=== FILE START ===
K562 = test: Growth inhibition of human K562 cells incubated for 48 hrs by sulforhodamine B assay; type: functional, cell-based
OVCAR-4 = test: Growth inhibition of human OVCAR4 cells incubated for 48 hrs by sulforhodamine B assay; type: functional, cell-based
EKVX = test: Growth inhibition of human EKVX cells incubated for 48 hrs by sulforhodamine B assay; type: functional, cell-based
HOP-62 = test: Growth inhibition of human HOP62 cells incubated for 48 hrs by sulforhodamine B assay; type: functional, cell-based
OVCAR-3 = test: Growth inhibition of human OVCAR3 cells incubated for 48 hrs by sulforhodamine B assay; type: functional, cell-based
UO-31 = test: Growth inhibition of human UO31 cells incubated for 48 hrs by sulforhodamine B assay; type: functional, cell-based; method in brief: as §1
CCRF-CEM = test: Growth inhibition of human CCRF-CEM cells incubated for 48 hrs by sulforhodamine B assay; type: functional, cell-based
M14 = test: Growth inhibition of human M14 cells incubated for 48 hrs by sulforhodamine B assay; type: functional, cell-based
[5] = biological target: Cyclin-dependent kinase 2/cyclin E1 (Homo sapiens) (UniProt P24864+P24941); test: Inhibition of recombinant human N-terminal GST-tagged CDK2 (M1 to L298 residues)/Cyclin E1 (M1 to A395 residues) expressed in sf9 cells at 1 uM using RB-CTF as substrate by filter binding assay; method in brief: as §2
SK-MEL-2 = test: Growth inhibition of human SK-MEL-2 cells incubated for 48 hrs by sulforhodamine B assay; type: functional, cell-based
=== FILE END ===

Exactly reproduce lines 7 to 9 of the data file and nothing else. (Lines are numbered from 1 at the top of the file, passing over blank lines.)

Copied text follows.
CCRF-CEM = test: Growth inhibition of human CCRF-CEM cells incubated for 48 hrs by sulforhodamine B assay; type: functional, cell-based
M14 = test: Growth inhibition of human M14 cells incubated for 48 hrs by sulforhodamine B assay; type: functional, cell-based
[5] = biological target: Cyclin-dependent kinase 2/cyclin E1 (Homo sapiens) (UniProt P24864+P24941); test: Inhibition of recombinant human N-terminal GST-tagged CDK2 (M1 to L298 residues)/Cyclin E1 (M1 to A395 residues) expressed in sf9 cells at 1 uM using RB-CTF as substrate by filter binding assay; method in brief: as §2